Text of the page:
The analogue 0V, the chassis and the mains safety earth pin of the IEC should all connect to a bolt close to the IEC. All XLR pins 1 connect directly to the chassis at the XLR and nowhere else.

Cheers

Ian
 

PermO

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Initially I thought when applying a ground connection in a balanced circuit (between the transformers) it would mean that the negative phase would be tied to ground... I now see from the schematic you can reference both signal halfs to ground and remain having a balanced circuit.

I've only done single ende tube circuits sofar.. this topology is new for me, but I always try to understand what I am building, and shipping companies make shure I have a lot of time for that now... where are my parts !?

Thanks for the tip on the XLR's, I will apply that.

I found your grounding document a couple years ago and I think it is very well written, big thanks for that !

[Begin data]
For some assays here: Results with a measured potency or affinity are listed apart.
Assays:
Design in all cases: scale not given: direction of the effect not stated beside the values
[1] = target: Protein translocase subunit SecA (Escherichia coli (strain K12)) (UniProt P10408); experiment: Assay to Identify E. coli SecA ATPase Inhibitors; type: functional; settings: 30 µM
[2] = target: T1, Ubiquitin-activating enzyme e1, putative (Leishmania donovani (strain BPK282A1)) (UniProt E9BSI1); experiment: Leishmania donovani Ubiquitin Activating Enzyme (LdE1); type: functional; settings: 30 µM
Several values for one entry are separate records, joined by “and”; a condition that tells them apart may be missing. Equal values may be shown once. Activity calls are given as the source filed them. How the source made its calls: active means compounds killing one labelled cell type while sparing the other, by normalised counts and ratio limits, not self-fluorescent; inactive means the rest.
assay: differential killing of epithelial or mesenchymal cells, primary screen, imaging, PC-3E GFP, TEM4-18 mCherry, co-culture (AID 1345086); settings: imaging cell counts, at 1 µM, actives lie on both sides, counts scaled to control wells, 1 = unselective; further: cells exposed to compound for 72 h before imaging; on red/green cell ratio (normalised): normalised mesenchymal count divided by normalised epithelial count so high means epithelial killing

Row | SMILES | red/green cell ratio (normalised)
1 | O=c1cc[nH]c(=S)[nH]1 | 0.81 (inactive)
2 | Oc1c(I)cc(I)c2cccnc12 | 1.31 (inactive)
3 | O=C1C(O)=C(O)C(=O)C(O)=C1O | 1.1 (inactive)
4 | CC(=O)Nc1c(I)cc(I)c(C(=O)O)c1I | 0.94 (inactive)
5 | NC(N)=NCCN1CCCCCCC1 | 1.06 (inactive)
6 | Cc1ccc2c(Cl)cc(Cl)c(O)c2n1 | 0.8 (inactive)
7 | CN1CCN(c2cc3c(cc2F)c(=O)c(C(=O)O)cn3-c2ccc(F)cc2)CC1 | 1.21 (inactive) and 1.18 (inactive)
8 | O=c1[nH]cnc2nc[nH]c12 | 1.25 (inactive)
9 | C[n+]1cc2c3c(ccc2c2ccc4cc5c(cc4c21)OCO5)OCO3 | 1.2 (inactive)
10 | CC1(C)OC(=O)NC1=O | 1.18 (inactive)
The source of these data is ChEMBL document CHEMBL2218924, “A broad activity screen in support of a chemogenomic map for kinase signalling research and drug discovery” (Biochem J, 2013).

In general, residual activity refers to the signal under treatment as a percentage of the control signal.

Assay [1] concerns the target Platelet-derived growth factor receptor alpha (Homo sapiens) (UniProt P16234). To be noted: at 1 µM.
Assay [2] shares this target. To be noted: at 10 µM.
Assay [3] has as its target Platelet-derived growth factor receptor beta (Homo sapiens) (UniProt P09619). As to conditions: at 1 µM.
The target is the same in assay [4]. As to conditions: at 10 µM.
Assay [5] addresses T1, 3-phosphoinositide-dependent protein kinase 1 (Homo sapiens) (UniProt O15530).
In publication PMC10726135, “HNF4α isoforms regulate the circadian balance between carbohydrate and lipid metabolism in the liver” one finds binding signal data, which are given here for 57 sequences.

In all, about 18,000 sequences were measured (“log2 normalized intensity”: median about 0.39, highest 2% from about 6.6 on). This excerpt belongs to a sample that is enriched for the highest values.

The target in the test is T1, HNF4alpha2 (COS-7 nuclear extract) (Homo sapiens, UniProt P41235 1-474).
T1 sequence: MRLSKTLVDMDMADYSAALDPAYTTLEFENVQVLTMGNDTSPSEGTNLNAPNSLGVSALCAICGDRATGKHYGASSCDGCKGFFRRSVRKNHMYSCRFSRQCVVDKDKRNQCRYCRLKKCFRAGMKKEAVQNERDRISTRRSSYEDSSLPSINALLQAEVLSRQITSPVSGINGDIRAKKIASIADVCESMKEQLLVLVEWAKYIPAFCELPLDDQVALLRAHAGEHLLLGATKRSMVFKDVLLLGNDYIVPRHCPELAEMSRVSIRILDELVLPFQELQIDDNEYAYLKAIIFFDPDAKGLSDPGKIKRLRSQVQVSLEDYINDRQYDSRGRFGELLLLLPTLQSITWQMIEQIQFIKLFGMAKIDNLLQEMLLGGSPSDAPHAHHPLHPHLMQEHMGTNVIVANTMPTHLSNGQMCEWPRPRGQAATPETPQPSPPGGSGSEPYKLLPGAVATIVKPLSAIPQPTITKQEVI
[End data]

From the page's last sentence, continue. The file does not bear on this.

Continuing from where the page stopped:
ruffrecords

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Initially I thought when applying a ground connection in a balanced circuit (between the transformers) it would mean that the negative phase would be tied to ground... I now see from the schematic you can reference both signal halfs to ground and remain having a balanced circuit.
There are not two halves to the signal. As I have said many times before, a balanced signal exists only between the hot and cold (XLR pins 2 and 3). There is no other reference and the voltage between hot and ground or between cold and ground is not defined. There is no requirement for the signal between hot and ground to be half the normal value. This only occurs in (usually semiconductor) differentital outputs where they do refer each output to ground. There is no need to do this and it is not a requirement for a balanced system. In telephone systems they send hot and cold down miles of twin cable with no screen or ground at all and connect them to a transformer at the other end.
I've only done single ende tube circuits sofar.. this topology is new for me, but I always try to understand what I am building, and shipping companies make shure I have a lot of time for that now... where are my parts !?

Thanks for the tip on the XLR's, I will apply that.

I found your grounding document a couple years ago and I think it is very well written, big thanks for that !